A series of autumn events in south west Scotland generated more than £6m for the economy, it has been claimed.
The impact analysis was carried out by Dumfries and Galloway Council.
It looked at the financial contribution to the region of the Wigtown Book Festival, Electric Fields music festival, Galloway Hills Rally and Stranraer Oyster Festival.
The council said the report underlined the region's "growing status" for hosting such events.
The analysis showed said the economic impact of the events was:
- Wigtown Book Festival - £3.75m
- Electric Fields - £1.45m
- Stranraer Oyster Festival - up to £1.1m
- Galloway Hills Rally - £120,000
Adam Wilson, the council's major events champion, said: "The variety of events and the enthusiasm of the teams behind them is extraordinary - together they offer a foretaste of what we have to come in 2019.
"The oyster festival is just two years old and has already grown into a superb event with the potential to help regenerate Stranraer in the same way that the book festival has supported the economy of Wigtown over the last 20 years.
"Electric Fields is also going from strength to strength, with a superb line-up of performers and attracted more than 8,000 people to Drumlanrig last year. And the Galloway Hills Rally is absolutely thriving."
Paul Bush, VisitScotland's director of events, said it was clear the region's role as an events destination was improving all the time.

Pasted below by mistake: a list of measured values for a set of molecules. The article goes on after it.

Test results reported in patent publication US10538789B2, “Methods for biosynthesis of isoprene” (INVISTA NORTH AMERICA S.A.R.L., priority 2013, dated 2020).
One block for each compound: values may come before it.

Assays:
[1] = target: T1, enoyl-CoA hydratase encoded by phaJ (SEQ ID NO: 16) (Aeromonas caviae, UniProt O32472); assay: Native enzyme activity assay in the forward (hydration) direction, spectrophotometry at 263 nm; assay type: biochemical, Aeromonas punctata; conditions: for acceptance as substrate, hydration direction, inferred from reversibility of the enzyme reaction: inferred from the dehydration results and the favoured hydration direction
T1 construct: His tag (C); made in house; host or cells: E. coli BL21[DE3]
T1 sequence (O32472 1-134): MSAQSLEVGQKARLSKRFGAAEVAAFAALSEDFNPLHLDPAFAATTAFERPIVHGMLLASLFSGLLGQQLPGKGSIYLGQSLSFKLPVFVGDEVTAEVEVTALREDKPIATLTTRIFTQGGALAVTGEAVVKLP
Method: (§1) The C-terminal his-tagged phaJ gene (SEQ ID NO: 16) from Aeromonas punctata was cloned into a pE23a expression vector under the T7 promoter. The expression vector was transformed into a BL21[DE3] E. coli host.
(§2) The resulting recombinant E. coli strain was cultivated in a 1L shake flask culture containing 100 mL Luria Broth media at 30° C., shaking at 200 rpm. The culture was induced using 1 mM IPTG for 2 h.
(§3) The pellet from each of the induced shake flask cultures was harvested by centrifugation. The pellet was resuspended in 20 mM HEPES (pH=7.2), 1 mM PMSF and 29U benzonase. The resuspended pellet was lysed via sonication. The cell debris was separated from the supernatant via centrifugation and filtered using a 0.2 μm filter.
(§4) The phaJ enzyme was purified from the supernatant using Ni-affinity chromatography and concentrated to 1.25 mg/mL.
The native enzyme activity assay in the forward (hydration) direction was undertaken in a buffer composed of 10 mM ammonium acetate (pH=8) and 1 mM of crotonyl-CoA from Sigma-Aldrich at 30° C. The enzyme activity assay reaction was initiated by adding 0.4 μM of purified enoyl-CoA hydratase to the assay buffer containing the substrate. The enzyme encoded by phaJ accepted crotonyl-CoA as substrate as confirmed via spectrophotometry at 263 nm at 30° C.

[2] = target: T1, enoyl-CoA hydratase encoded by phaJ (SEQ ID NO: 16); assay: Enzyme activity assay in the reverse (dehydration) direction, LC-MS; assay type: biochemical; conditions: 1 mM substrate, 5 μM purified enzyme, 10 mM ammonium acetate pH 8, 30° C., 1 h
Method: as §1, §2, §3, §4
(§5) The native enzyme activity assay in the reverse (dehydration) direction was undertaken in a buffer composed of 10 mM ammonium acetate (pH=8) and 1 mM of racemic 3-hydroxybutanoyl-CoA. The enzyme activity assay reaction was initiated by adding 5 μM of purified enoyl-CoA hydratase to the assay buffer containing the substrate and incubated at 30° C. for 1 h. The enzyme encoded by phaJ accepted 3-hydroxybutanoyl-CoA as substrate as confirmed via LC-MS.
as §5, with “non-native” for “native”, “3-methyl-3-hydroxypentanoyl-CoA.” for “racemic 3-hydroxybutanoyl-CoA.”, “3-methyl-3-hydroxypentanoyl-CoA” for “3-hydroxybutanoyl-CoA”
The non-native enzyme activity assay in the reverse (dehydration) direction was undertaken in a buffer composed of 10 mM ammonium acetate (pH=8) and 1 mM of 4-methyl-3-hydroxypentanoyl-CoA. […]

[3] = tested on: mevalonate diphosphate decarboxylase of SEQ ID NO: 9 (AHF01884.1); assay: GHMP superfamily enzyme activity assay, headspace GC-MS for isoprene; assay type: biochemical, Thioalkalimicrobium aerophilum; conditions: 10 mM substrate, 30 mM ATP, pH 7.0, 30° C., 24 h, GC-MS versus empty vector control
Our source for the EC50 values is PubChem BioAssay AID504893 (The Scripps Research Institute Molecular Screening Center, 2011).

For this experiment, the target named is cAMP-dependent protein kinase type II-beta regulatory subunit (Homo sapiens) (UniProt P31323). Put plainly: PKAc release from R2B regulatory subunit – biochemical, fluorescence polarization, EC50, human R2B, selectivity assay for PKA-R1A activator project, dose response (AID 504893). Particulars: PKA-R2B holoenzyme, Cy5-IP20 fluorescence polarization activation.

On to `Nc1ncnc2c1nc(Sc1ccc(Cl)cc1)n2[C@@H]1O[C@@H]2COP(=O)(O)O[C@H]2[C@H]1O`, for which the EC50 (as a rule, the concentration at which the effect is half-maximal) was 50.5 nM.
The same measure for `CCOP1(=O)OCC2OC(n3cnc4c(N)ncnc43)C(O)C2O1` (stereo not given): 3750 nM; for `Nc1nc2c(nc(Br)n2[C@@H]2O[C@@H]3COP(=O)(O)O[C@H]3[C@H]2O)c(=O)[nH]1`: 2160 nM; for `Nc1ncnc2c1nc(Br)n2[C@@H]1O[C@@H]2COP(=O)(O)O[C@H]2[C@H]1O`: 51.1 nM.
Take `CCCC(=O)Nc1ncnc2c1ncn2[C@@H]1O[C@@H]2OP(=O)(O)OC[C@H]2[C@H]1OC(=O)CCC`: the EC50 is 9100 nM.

What have the organisers said?
- Alex Roberts, director of Electric Fields, said: "In 2018 we enjoyed our most successful year with our biggest capacity to date, but still maintained a special family-friendly atmosphere. To have the legendary Noel Gallagher perform at Drumlanrig Castle was a completely surreal experience and relished by all."
- Kirsty Riddick, a member of the organising committee on the Galloway Hills Rally, said: "Our 2019 event will be the 46th annual running of the rally, and is set to be our biggest yet, as we undertake organising two separate events for the Scottish and British Rally Championships. This will bring new challenges to our small but dedicated team, but we are up for the test."
- Romano Petrucci, chairman of the Stranraer Development Trust, which organises the oyster festival said: "The dedication of the organisers and staff, and the overwhelming support of the local community, has ensured that SOF has changed the story of the town forever."
- Finn McCreath, vice chair of Wigtown Festival Company, said: "The 20th festival was an outstanding event, attracting record visitor numbers and ticket sales. It really shows how the public sector can work with communities to develop cultural events that are highly successful in attracting visitors, promoting the arts and regenerating local economies."